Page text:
22. The Define Dimension Usage page enables us to specify which dimensions are related to each group of measures. The Max Min Sales data mart is only using one group of measures, called Sales Fact 1997, so we want all the dimensions to apply to this group. Check the Sales Person dimension. All the other dimensions should be checked by default. Click Next.

  23. The Completing the Wizard page lets us review the cube we defined. Enter MaxMinSales for the Cube Name. We can expand the nodes in Preview to view the measures and dimensions that are to be created in this cube. Note, only the Time dimension has a hierarchy. We add additional hierarchies manually. When all the nodes except the Attributes nodes are expanded, the Preview should appear as shown in Figure 6-32.

  24. Check Generate Schema Now. This causes the Cube Wizard to create the relational database to hold the data mart that serves as the source for this cube.

  25. Click Finish.

  26. Because we checked Generate Schema Now, the Schema Generation Wizard is automatically launched. On the Welcome to the Schema Generation Wizard page, click Next.

  27. The Specify Target page enables us to select the database server where the data mart relational database is created. This is done by creating a data source and a data source view. Click New. The Data Source Wizard appears.

  28. On the Welcome to the Data Source Wizard page, click Next. On the Select How to Define the Connection screen, click New.

  29. The Connection Manager dialog box lets us define a connection string used to access a database. Provider enables you to select between Native OLE DB providers and the .NET providers for either SQL Server or Oracle. In this case, we leave Provider set to Native OLE DB\SQL Native Client. For Server Name, enter the name of the database server where you created the MaxMinSalesDM database in Step 2 of this section.

  30. Select Use Windows Authentication under Log On to the Server. The Schema Generation process requires Windows Authentication. Make sure that your current Windows credentials have rights to create tables in the MaxMinSalesDM database.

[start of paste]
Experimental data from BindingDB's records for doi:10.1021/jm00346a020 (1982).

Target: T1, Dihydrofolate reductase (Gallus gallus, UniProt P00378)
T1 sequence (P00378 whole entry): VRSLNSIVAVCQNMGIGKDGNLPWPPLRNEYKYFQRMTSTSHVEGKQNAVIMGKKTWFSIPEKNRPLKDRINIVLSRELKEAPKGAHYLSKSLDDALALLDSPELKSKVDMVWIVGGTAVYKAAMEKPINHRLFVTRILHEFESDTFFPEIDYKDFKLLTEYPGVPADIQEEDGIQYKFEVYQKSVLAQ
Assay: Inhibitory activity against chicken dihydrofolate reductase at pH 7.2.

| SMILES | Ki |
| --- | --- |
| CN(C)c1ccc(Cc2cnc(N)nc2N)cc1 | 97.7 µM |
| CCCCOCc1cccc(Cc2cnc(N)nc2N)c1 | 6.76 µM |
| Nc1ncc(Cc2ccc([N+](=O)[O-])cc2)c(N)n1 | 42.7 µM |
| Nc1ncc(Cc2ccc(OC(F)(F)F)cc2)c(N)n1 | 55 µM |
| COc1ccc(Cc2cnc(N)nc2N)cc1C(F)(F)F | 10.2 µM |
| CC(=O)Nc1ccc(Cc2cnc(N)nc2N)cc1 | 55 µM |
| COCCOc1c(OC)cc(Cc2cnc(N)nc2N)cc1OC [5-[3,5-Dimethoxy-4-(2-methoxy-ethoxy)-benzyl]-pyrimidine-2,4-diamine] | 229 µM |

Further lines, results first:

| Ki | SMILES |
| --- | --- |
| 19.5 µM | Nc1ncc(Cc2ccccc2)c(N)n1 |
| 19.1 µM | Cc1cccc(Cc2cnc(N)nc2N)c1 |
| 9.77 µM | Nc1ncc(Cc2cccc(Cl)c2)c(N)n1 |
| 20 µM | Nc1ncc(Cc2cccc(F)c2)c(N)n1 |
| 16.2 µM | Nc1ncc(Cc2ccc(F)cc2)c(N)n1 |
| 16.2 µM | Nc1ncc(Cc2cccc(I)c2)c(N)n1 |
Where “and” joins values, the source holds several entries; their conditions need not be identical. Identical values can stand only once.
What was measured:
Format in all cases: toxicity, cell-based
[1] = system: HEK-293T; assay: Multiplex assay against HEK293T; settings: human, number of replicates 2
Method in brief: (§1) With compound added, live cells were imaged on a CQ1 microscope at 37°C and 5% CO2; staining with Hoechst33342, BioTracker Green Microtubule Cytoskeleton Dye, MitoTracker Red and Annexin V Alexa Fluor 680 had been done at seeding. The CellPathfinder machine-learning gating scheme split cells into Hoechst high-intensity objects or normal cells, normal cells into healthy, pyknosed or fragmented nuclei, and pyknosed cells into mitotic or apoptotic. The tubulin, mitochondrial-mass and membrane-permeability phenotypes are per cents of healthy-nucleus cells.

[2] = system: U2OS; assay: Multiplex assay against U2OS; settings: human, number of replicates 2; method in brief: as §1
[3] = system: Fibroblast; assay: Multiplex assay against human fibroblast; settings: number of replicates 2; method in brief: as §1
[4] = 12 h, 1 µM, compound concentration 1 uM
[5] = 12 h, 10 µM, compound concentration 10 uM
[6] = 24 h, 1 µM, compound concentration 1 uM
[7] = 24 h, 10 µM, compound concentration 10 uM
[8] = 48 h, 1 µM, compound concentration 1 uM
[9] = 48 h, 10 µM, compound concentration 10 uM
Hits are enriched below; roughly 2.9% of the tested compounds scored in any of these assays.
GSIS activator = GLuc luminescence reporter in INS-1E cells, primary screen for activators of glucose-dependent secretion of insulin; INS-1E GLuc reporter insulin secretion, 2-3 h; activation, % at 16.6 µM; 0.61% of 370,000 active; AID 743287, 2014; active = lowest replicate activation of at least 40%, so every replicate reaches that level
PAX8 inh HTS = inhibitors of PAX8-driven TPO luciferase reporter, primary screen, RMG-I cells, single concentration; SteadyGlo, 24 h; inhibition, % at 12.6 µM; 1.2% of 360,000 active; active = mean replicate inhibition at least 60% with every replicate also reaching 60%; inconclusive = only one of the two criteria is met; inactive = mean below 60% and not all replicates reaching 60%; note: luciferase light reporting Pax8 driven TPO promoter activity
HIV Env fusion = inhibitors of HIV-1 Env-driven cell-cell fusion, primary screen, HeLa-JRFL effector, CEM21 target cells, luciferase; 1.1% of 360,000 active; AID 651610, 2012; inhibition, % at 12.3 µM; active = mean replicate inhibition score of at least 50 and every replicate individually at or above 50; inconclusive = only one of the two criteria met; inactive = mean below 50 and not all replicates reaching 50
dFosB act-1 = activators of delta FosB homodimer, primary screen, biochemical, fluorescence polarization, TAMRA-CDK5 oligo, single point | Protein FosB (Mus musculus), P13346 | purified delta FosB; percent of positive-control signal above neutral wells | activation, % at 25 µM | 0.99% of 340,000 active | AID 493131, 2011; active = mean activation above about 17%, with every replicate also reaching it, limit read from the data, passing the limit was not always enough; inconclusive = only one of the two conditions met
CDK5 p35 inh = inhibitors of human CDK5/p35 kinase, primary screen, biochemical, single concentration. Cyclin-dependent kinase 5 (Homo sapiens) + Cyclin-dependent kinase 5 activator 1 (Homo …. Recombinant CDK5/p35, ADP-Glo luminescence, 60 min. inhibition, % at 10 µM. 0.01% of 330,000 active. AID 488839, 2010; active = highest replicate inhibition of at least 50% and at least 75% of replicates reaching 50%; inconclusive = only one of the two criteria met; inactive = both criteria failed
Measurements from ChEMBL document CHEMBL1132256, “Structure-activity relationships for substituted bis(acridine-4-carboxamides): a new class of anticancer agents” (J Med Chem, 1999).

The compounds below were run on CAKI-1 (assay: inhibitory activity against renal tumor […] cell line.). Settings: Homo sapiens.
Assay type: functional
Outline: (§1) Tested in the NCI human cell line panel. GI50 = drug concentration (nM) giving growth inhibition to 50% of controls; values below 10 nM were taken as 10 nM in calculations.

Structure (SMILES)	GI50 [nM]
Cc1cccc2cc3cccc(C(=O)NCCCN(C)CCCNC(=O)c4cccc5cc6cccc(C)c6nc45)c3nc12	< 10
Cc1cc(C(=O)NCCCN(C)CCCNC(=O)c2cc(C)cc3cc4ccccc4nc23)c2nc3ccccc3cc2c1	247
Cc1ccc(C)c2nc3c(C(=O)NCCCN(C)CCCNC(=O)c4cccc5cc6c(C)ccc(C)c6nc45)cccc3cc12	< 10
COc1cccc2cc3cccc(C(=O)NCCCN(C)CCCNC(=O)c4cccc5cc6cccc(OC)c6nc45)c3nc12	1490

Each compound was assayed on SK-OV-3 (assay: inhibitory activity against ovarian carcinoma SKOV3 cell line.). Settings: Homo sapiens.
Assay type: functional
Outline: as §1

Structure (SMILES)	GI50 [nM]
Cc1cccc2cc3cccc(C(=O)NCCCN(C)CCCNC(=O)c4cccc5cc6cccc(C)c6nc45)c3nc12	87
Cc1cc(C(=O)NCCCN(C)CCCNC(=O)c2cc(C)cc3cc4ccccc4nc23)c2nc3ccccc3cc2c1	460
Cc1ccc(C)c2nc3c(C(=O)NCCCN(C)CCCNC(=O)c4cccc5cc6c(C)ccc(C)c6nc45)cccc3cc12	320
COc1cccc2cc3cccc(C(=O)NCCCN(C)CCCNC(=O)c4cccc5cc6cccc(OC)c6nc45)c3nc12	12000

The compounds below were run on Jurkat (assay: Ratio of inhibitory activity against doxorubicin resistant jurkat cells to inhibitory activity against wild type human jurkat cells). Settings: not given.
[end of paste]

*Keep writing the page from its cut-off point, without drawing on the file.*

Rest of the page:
31. Select MaxMinSalesDM from the Select or Enter the Database Name drop-down list. (A valid set of credentials must be specified before the drop-down list is populated.)

  32. Click OK to exit the Connection Manager dialog box.

  33. In the Select How to Define the Connection dialog box, click Next.

  34. On the Impersonation Information page, if you are using Windows Authentication in your data connection, select "Use a specific user name and password" and enter a valid Windows user name and password for database access. If you entered a specific SQL Server login in the data connection, you do not need to worry about impersonation. Click Next. The Completing the Wizard page will appear.

    Note 

    Analysis Services needs to access the data mart relational database in order to populate and update the information in the OLAP cube. This is done using the information in the data connection selected in Step 30. The Analysis Services updates may run as a background process. This can be an issue if the data connection specifies Windows Authentication or if the connection is to a file-based database such as Access or FoxPro. In these situations, Analysis Services needs to know what Windows credentials to use when accessing the data source. In other words, it needs to impersonate a Windows identity while accessing the data.

  35. The Completing the Wizard page shows the finished connection string. Click Finish to exit the Data Source Wizard.

  36. We are now back to the Specify Target page of the Schema Generation Wizard. Click Next.